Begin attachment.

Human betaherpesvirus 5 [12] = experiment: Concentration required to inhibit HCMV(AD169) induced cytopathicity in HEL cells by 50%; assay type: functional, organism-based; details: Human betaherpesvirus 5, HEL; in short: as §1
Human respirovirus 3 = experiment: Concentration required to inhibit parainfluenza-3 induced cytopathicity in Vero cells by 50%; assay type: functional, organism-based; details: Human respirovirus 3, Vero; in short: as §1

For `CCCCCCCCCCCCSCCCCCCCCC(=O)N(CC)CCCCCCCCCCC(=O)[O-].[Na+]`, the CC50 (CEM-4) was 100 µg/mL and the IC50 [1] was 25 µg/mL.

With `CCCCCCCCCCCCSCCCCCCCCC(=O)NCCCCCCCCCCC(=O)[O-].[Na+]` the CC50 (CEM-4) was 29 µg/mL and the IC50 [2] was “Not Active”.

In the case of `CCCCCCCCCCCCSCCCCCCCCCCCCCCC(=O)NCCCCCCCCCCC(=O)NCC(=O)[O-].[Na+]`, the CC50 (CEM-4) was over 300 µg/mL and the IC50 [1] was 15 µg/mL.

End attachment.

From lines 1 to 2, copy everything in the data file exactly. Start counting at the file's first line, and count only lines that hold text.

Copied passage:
Human betaherpesvirus 5 [12] = experiment: Concentration required to inhibit HCMV(AD169) induced cytopathicity in HEL cells by 50%; assay type: functional, organism-based; details: Human betaherpesvirus 5, HEL; in short: as §1
Human respirovirus 3 = experiment: Concentration required to inhibit parainfluenza-3 induced cytopathicity in Vero cells by 50%; assay type: functional, organism-based; details: Human respirovirus 3, Vero; in short: as §1